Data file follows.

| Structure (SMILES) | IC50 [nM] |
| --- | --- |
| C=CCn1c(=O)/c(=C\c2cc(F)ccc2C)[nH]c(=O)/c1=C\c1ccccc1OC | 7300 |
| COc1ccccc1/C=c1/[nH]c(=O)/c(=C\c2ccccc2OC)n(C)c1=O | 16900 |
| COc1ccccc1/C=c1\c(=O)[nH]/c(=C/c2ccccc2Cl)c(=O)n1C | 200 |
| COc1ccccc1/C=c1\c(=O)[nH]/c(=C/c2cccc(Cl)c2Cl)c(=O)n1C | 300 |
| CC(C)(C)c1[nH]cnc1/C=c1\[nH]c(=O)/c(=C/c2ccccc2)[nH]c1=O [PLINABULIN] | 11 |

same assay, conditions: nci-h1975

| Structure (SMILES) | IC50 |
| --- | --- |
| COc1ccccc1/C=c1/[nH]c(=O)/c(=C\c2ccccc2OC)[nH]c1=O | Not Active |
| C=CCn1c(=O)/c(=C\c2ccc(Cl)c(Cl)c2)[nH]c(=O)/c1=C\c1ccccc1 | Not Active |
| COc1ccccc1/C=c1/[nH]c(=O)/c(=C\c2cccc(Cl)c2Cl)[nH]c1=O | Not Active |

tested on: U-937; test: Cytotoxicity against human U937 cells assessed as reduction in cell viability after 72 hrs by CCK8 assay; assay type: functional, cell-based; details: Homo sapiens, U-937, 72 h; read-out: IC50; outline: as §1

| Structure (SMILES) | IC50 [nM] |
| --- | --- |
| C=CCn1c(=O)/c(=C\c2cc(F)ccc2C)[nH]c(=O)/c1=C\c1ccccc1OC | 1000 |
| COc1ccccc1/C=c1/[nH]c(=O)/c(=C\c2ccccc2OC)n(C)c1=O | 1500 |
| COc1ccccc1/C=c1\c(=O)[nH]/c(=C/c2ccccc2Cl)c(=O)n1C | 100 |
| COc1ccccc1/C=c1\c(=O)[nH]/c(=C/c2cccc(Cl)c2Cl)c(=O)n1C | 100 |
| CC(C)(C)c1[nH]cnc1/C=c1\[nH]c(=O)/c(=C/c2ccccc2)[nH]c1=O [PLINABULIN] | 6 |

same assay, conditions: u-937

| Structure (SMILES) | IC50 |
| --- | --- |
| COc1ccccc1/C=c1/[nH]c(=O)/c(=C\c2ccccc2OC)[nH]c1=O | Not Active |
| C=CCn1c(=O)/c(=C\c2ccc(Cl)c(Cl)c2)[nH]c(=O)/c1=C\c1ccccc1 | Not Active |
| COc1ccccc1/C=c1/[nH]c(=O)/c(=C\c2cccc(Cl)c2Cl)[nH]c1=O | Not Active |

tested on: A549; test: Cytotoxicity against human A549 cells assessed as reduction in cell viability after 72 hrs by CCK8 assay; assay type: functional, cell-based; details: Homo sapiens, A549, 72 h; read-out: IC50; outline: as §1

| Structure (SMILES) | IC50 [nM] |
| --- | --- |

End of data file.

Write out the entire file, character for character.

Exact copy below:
| Structure (SMILES) | IC50 [nM] |
| --- | --- |
| C=CCn1c(=O)/c(=C\c2cc(F)ccc2C)[nH]c(=O)/c1=C\c1ccccc1OC | 7300 |
| COc1ccccc1/C=c1/[nH]c(=O)/c(=C\c2ccccc2OC)n(C)c1=O | 16900 |
| COc1ccccc1/C=c1\c(=O)[nH]/c(=C/c2ccccc2Cl)c(=O)n1C | 200 |
| COc1ccccc1/C=c1\c(=O)[nH]/c(=C/c2cccc(Cl)c2Cl)c(=O)n1C | 300 |
| CC(C)(C)c1[nH]cnc1/C=c1\[nH]c(=O)/c(=C/c2ccccc2)[nH]c1=O [PLINABULIN] | 11 |

same assay, conditions: nci-h1975

| Structure (SMILES) | IC50 |
| --- | --- |
| COc1ccccc1/C=c1/[nH]c(=O)/c(=C\c2ccccc2OC)[nH]c1=O | Not Active |
| C=CCn1c(=O)/c(=C\c2ccc(Cl)c(Cl)c2)[nH]c(=O)/c1=C\c1ccccc1 | Not Active |
| COc1ccccc1/C=c1/[nH]c(=O)/c(=C\c2cccc(Cl)c2Cl)[nH]c1=O | Not Active |

tested on: U-937; test: Cytotoxicity against human U937 cells assessed as reduction in cell viability after 72 hrs by CCK8 assay; assay type: functional, cell-based; details: Homo sapiens, U-937, 72 h; read-out: IC50; outline: as §1

| Structure (SMILES) | IC50 [nM] |
| --- | --- |
| C=CCn1c(=O)/c(=C\c2cc(F)ccc2C)[nH]c(=O)/c1=C\c1ccccc1OC | 1000 |
| COc1ccccc1/C=c1/[nH]c(=O)/c(=C\c2ccccc2OC)n(C)c1=O | 1500 |
| COc1ccccc1/C=c1\c(=O)[nH]/c(=C/c2ccccc2Cl)c(=O)n1C | 100 |
| COc1ccccc1/C=c1\c(=O)[nH]/c(=C/c2cccc(Cl)c2Cl)c(=O)n1C | 100 |
| CC(C)(C)c1[nH]cnc1/C=c1\[nH]c(=O)/c(=C/c2ccccc2)[nH]c1=O [PLINABULIN] | 6 |

same assay, conditions: u-937

| Structure (SMILES) | IC50 |
| --- | --- |
| COc1ccccc1/C=c1/[nH]c(=O)/c(=C\c2ccccc2OC)[nH]c1=O | Not Active |
| C=CCn1c(=O)/c(=C\c2ccc(Cl)c(Cl)c2)[nH]c(=O)/c1=C\c1ccccc1 | Not Active |
| COc1ccccc1/C=c1/[nH]c(=O)/c(=C\c2cccc(Cl)c2Cl)[nH]c1=O | Not Active |

tested on: A549; test: Cytotoxicity against human A549 cells assessed as reduction in cell viability after 72 hrs by CCK8 assay; assay type: functional, cell-based; details: Homo sapiens, A549, 72 h; read-out: IC50; outline: as §1

| Structure (SMILES) | IC50 [nM] |
| --- | --- |